From January 2016, go underground in this brand new tour of Brighton Pavilion. Discover the underground tunnels used by King George IV to visit the riding school and stables, now better known as the Brighton Dome, so he could see his beloved horses away from the prying eyes of the general public. It was originally thought that these secret passageways were used to meet his illegal wife, Maria Fitzherbert but this is actually historically inaccurate, as the tunnel was built in 1821, long after their relationship ended. The tour takes forty -five minutes and will over a behind-the-scenes look into the life of King George IV and his staff. This tour does, however, come with a warning. Organisers have warned that parts of the tour are dimly lit, there are low ceilings and uneven floors but its sure to be tour you do not want to miss. Meg Hogg, who will run the tours with Royal Pavilion and Museums colleague Geoff Greenwood said “This will be the first time the tunnel has been open to the public, having undergone recent restoration to prepare it for public access. Visitors will discover more about life below stairs for Royal Pavilion servants, from the rat catcher to George IV’s principal private secretary. The tour ends with a visit to the tunnel which led to George’s royal stables and riding school, before emerging in what is now Brighton Museum”.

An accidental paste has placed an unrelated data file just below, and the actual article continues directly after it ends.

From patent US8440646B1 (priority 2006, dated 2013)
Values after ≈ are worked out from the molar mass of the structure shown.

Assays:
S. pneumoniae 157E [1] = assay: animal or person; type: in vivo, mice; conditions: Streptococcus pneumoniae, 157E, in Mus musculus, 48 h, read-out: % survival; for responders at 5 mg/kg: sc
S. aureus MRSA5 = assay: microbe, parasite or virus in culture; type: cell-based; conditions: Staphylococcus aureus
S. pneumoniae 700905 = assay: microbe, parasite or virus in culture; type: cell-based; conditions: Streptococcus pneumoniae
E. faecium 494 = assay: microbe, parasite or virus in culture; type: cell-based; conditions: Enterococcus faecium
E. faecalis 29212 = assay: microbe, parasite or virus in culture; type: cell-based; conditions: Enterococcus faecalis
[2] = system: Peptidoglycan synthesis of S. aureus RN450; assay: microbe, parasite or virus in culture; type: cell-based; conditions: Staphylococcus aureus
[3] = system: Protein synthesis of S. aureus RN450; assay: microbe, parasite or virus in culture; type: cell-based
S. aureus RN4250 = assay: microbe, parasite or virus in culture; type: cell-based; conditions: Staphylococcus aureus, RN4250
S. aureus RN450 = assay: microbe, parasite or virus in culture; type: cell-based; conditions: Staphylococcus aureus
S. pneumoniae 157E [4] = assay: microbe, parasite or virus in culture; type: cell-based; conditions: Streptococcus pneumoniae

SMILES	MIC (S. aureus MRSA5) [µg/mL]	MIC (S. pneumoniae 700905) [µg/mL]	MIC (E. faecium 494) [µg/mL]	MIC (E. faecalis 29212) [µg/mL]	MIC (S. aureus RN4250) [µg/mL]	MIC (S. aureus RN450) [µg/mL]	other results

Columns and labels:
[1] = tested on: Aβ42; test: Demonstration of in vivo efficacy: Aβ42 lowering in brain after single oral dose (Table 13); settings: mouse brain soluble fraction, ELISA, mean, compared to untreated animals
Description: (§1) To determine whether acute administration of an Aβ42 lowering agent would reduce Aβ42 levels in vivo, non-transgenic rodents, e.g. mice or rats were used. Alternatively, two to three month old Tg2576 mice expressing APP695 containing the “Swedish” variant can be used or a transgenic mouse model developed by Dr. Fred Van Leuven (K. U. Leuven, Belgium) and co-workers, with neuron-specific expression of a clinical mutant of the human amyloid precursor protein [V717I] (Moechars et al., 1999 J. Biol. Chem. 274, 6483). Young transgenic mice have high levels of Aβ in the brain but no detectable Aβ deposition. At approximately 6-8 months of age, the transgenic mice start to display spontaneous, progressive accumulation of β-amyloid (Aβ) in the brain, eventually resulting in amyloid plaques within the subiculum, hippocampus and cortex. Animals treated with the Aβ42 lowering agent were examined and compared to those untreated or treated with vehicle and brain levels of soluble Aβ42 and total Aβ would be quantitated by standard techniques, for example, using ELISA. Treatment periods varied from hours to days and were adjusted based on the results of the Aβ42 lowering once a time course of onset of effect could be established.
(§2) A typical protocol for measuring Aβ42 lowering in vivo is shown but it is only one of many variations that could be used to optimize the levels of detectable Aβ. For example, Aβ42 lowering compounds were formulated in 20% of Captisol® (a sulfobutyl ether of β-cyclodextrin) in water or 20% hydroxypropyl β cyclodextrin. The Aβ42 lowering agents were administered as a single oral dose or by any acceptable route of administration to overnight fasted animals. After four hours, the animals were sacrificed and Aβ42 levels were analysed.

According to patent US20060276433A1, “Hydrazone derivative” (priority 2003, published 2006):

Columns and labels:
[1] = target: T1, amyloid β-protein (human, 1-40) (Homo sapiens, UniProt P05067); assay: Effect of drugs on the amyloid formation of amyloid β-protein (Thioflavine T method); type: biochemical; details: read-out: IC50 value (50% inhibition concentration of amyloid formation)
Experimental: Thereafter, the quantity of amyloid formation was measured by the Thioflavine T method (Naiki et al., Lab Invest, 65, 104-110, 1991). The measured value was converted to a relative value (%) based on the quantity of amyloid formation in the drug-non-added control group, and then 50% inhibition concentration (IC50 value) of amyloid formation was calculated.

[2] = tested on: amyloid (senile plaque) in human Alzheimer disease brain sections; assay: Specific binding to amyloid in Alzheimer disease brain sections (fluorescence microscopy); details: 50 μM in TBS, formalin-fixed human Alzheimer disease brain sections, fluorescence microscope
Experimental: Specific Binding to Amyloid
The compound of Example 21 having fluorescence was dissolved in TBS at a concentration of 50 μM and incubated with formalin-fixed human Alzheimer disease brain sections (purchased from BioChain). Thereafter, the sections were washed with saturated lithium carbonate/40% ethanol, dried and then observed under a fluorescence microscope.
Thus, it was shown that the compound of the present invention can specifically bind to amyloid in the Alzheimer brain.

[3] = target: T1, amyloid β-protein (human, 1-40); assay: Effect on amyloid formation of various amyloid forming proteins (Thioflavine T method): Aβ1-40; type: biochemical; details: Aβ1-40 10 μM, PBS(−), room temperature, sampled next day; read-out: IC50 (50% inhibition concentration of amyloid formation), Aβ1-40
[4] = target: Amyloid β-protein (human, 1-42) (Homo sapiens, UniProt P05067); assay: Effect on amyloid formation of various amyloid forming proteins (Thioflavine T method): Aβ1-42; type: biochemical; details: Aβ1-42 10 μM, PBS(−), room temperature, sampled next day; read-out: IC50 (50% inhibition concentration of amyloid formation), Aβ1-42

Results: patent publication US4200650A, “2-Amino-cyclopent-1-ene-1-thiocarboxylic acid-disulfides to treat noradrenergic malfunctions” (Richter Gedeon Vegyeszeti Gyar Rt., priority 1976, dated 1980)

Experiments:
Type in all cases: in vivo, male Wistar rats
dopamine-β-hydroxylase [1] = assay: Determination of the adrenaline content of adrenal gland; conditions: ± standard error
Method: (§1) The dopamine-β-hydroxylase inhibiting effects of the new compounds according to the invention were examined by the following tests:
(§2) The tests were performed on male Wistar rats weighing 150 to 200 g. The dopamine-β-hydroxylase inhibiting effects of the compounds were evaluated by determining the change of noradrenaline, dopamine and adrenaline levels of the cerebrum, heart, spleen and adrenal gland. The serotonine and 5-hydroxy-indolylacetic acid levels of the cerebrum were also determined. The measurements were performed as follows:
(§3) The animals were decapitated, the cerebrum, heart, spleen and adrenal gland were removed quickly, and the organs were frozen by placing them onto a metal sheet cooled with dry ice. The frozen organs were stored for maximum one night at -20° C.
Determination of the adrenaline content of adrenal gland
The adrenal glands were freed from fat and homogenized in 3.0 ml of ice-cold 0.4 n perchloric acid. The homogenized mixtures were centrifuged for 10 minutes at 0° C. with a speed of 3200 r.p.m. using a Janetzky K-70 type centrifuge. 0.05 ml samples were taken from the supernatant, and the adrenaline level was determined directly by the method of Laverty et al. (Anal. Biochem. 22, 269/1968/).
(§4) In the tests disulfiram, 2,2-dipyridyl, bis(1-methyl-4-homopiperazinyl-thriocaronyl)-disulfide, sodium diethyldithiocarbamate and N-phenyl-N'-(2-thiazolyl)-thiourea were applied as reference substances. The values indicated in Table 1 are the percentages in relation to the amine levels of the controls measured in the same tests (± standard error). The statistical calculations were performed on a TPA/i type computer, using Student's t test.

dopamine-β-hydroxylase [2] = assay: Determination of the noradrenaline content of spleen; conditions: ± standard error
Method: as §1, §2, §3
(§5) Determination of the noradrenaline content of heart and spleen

Unfortunately, the tickets are yet to go on sale and the start date for the tours is yet to be confirmed. However, you can sign up to their mailing list to be the first to learn about upcoming events and exhibitions. Something tells me this tour is not something to be missed and will sell out faster than it took King George IV to walk to his stables.